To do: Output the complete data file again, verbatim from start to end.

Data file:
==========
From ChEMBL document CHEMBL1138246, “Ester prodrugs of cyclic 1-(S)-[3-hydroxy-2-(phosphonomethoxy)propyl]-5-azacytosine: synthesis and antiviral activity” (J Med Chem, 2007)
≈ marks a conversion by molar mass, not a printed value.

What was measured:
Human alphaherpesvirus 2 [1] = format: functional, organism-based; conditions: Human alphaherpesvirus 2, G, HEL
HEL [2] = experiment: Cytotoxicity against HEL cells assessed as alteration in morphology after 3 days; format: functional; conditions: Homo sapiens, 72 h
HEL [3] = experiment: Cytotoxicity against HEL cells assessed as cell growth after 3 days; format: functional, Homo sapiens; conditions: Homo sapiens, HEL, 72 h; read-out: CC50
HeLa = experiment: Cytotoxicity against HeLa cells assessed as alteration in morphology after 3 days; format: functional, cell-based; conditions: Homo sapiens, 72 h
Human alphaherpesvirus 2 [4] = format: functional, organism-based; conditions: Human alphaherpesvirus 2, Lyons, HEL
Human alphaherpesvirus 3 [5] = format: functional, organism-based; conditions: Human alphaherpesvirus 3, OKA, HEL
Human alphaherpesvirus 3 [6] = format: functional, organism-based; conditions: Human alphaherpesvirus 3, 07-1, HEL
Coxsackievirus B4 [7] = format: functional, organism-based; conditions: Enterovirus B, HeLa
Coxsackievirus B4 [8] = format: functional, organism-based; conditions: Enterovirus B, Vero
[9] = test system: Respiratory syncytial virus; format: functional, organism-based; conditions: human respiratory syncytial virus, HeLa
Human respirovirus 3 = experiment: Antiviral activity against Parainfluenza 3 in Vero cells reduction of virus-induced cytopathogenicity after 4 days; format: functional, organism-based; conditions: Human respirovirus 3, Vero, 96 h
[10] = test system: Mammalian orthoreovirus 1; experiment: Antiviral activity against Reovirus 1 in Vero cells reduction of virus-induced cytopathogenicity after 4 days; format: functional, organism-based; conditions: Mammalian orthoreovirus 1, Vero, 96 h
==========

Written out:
From ChEMBL document CHEMBL1138246, “Ester prodrugs of cyclic 1-(S)-[3-hydroxy-2-(phosphonomethoxy)propyl]-5-azacytosine: synthesis and antiviral activity” (J Med Chem, 2007)
≈ marks a conversion by molar mass, not a printed value.

What was measured:
Human alphaherpesvirus 2 [1] = format: functional, organism-based; conditions: Human alphaherpesvirus 2, G, HEL
HEL [2] = experiment: Cytotoxicity against HEL cells assessed as alteration in morphology after 3 days; format: functional; conditions: Homo sapiens, 72 h
HEL [3] = experiment: Cytotoxicity against HEL cells assessed as cell growth after 3 days; format: functional, Homo sapiens; conditions: Homo sapiens, HEL, 72 h; read-out: CC50
HeLa = experiment: Cytotoxicity against HeLa cells assessed as alteration in morphology after 3 days; format: functional, cell-based; conditions: Homo sapiens, 72 h
Human alphaherpesvirus 2 [4] = format: functional, organism-based; conditions: Human alphaherpesvirus 2, Lyons, HEL
Human alphaherpesvirus 3 [5] = format: functional, organism-based; conditions: Human alphaherpesvirus 3, OKA, HEL
Human alphaherpesvirus 3 [6] = format: functional, organism-based; conditions: Human alphaherpesvirus 3, 07-1, HEL
Coxsackievirus B4 [7] = format: functional, organism-based; conditions: Enterovirus B, HeLa
Coxsackievirus B4 [8] = format: functional, organism-based; conditions: Enterovirus B, Vero
[9] = test system: Respiratory syncytial virus; format: functional, organism-based; conditions: human respiratory syncytial virus, HeLa
Human respirovirus 3 = experiment: Antiviral activity against Parainfluenza 3 in Vero cells reduction of virus-induced cytopathogenicity after 4 days; format: functional, organism-based; conditions: Human respirovirus 3, Vero, 96 h
[10] = test system: Mammalian orthoreovirus 1; experiment: Antiviral activity against Reovirus 1 in Vero cells reduction of virus-induced cytopathogenicity after 4 days; format: functional, organism-based; conditions: Mammalian orthoreovirus 1, Vero, 96 h